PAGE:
Since we had been told not to try to conceive, there was no pressure to wait for a positive, there was no disappointment.  I just enjoyed observing the positive changes in my body.   The weight I grained before Dr. C figured out my grain allergy was slowly coming off, I was starting to recognize my body again.

weight loss

Menstruation happened with minimal pain.  The once crippling cramps and abdominal pain that began two to three weeks before menstruation were replaced by two days of abdominal discomfort.    This reduction in pain was due to taking an OTC medication called pycnogenol, a natural anti-inflammatory derived from French maritime pine bark.

Things were going great, my pain was down, I felt better overall, but my weight loss had stopped.  I cut out chocolate for a week thinking that I might be overdoing it with sweets.  Even then I didn’t lose an ounce.  Something was up, it was time to hunt for grains again.  I had been trick by grains hiding in kielbasa, bullion, flour blends, and even shredded cheese.  But I was almost certain I had eliminated them all.

Still I had to try and see if there were a few I missed.  I went through my cupboards and fridge but everything in there was grain free.  I checked the chocolates I was eating, thinking there might be corn starch or corn oil that I had missed; still nothing.  It wasn’t until Sunday night when I was loading up my medicine case for the coming week that I thought to check the medications I was taking.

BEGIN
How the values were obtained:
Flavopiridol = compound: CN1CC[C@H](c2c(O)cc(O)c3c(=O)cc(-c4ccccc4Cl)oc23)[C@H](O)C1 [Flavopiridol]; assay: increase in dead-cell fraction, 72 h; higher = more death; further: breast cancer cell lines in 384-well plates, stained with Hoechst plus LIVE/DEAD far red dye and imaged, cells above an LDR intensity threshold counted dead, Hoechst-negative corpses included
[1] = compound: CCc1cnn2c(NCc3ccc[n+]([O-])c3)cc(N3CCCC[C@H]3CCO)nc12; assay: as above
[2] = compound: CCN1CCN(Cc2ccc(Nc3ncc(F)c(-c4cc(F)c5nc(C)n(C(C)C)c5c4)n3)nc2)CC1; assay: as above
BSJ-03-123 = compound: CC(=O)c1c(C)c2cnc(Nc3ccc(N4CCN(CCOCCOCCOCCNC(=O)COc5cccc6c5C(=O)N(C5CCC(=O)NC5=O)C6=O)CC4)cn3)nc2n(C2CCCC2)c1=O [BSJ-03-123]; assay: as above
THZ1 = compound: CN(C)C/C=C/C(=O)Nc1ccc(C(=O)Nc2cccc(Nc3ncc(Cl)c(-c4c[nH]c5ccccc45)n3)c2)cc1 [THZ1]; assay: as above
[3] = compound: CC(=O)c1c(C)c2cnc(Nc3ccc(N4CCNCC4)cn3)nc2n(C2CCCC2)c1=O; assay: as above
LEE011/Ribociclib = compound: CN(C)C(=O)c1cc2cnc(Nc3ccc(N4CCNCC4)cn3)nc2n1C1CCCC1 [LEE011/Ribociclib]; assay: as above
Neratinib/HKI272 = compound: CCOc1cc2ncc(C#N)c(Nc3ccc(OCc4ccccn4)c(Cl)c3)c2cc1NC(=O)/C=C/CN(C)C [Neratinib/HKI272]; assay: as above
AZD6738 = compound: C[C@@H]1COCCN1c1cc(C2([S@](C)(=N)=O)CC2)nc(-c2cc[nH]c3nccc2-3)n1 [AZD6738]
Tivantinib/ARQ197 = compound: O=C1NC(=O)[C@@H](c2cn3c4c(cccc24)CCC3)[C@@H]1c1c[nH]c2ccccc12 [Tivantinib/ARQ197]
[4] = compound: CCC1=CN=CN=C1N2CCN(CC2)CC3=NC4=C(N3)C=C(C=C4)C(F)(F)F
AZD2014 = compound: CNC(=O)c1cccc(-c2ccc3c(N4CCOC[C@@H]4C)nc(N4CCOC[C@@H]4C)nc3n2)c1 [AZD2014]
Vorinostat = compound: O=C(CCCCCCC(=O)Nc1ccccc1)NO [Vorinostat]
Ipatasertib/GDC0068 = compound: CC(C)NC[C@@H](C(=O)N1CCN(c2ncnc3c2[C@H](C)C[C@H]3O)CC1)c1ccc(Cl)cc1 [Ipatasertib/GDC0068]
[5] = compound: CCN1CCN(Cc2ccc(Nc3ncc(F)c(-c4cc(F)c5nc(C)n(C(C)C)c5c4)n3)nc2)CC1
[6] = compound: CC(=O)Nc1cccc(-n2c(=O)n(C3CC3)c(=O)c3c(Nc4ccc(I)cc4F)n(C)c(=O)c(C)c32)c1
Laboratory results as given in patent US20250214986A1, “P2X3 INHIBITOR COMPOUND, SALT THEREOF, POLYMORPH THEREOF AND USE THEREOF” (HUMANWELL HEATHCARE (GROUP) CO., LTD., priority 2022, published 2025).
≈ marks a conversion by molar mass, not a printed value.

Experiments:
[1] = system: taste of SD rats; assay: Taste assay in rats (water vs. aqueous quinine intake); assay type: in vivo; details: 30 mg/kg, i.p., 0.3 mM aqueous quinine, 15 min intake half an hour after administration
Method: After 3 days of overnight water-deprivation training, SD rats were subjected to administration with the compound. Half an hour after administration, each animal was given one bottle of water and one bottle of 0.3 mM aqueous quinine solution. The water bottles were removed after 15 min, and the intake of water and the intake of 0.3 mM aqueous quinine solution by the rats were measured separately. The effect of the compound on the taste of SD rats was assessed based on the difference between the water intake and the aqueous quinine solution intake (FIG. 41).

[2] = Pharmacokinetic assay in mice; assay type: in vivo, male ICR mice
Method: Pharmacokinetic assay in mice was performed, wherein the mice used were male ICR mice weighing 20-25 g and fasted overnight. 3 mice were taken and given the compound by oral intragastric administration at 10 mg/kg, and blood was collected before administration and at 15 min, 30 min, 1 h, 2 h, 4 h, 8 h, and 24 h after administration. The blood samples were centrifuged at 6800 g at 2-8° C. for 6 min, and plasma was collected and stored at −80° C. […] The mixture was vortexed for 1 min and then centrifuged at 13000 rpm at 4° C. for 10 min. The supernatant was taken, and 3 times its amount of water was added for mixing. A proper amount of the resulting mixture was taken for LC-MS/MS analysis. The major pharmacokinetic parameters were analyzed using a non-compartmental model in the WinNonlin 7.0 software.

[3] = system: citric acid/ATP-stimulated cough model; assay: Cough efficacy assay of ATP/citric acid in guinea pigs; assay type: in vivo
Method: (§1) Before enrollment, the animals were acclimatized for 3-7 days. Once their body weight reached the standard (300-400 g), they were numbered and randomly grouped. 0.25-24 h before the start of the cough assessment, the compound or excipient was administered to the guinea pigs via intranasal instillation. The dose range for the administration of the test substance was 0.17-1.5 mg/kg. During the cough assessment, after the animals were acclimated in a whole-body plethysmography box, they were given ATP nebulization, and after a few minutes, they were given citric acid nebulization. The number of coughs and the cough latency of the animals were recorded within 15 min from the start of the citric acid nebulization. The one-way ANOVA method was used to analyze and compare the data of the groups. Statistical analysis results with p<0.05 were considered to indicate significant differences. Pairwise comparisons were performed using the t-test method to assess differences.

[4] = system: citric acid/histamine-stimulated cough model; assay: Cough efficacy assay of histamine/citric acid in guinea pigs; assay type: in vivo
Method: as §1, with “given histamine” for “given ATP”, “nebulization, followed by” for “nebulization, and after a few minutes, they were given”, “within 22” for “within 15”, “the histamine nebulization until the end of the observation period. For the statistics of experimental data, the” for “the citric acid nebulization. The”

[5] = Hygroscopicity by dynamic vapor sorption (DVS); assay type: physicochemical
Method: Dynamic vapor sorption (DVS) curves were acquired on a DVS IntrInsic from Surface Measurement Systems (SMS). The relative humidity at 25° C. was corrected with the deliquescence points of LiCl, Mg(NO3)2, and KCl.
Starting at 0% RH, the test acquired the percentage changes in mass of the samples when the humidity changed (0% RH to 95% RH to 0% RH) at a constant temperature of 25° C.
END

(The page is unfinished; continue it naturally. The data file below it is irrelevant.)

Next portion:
rice flourMy vitamin D3 was grain free, as was my magnesium, my glucosamine, my kelp tablets, my B6 and my B complex, and my prenatal vitamin.  It was down to the pycnogenol.  And there it was, hidden inside a tiny 100mg capsule, rice flour!  The capsule was smaller than an average pain relief pill, there had to be less than ¼ teaspoon of rice flour in there!  However much there was, it was enough to nix the weight loss.

I got back on vitacost and ordered a brand of pycnogenol that did not contain rice flour.   Of course the brands that were grain free cost three times as much as the other brands.  I decided to see how I felt without pycnogenol.  Big mistake.  For a moment I forgot all of the pain that endometriosis was, but it only took one cycle without pycnogenol to remind me.  While it’s true that I was feeling great after surgery, a few weeks off the pycnogenol and that all changed.

It took my husband, Frank, to convince me that my body and my health were worth the extra money.  So, I ordered the new pyconogenol and within two weeks the pain was gone.  Let me tell you, the expense was worth it!  If you are living with endometriosis, please ask your doctor about pycnogenol, it allows me to live almost pain free.

Making grain free bread without a bread maker…